U.K. High Court Says Nigerians Can Sue Shell in Britain Over Oil Spills


LONDON – The UK Supreme Court said Friday that a group of around 50,000 Nigerian farmers and fishermen could bring proceedings in the London High Court against Royal Dutch Shell for years of oil spills in the Niger Delta that have polluted their land, wells and waterways.

The judges said there was potential for a parent company like Shell, which is headquartered in the Netherlands but has a large UK presence, to be responsible for the activities of subsidiaries like Shell Petroleum Development Company from Nigeria, which are based in the Delta Region operates.

The court overruled a lower court that said there was no case against Shell in the UK. On Friday the judges said it was “a real problem that needs to be tried”.

The ruling marks “a turning point in the accountability of multinational corporations,” said Daniel Leader, partner at Leigh Day, a UK law firm who led the Nigerian communities’ legal team. Mr Leader added that the ruling would likely increase the ability of “impoverished communities” to hold powerful companies accountable. Indeed, courts in Western countries have recently indicated that they are increasingly open to such cases. Last month, a Dutch court ruled that Shell was responsible for pollution in another case involving Nigerian farmers.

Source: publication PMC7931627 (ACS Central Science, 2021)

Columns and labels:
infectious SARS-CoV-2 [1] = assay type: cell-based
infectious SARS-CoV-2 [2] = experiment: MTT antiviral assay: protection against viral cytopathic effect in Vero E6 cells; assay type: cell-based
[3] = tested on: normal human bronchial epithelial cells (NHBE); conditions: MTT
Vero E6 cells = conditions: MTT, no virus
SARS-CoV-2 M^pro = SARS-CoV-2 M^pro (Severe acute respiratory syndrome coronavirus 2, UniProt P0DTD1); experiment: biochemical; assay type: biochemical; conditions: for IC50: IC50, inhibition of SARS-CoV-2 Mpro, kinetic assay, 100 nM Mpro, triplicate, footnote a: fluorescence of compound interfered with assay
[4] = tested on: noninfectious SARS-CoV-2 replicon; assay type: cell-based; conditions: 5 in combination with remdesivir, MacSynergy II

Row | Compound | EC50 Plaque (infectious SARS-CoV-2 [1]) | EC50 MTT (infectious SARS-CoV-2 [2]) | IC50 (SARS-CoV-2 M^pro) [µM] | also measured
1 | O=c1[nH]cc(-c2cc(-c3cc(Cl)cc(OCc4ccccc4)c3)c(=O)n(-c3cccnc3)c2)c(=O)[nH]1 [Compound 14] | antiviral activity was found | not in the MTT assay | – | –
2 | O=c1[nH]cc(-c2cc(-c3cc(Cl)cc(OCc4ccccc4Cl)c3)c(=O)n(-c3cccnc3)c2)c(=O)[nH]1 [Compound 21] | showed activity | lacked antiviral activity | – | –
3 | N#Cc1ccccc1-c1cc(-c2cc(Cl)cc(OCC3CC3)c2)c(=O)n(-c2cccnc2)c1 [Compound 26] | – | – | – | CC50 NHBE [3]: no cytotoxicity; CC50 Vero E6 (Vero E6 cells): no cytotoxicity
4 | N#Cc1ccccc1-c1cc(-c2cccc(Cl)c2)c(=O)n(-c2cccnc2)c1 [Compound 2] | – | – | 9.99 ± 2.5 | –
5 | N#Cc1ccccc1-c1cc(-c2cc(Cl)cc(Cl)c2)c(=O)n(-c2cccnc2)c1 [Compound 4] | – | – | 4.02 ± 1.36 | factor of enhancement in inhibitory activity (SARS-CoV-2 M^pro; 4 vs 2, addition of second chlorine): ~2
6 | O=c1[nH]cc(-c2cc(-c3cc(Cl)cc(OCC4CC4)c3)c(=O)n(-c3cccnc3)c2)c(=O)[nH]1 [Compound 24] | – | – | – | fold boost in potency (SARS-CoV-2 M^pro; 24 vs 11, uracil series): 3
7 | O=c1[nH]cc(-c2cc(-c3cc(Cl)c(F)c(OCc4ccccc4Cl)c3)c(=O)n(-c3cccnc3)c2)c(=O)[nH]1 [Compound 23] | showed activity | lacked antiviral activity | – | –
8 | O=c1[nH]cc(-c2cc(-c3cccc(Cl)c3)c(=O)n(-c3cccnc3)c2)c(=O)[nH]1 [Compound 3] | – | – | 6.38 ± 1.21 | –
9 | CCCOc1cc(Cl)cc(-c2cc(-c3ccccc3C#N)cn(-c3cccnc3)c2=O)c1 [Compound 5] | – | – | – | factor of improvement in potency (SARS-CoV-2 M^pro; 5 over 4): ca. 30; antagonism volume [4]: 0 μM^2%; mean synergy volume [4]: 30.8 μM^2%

The Ogale and Bille peoples who bring the case in the UK say their lives have been dragged by years of damage from oil spills from Shell-operated pipelines. Mr Leader said they would make their claims in the UK as the chances of success in Nigerian courts were slim, as few lawyers would take a case and local potentates could potentially claim money from a judgment. He said local people do not have access to legal representation and that it would likely take decades for them to reach a conclusion if they brought a case forward.

“At this point everyone is dead,” said Leader.

Shell routinely blames sabotage and criminal activity for the damage. According to Shell, Nigerian law must pay compensation for spills caused by operational problems, but not for damage caused by sabotage.

“The spills in question occurred in communities that have been severely affected by oil theft, illegal oil refining and sabotage of pipelines,” a company spokeswoman said in an email on Friday.

Mr Leader said a case is now likely to be filed against Shell in the UK, despite suggesting that the oil company could give more room to legal maneuver on jurisdiction issues. If Shell doesn’t level off, the case will likely last two or three years, he said. Declining to provide an estimate of the damage the Nigerian plaintiffs could claim, he said the main problem was forcing Shell to clean up the spills, which he believed Shell had not done.

“These communities are chronically polluted. It affects every aspect of their daily life, ”he said.

Shell said the company’s subsidiary in Nigeria is cleaning up the mess “whatever the cause”.

The company is also gradually selling its properties in the Delta, preferring to do offshore drilling away from home.



Robert Dunfee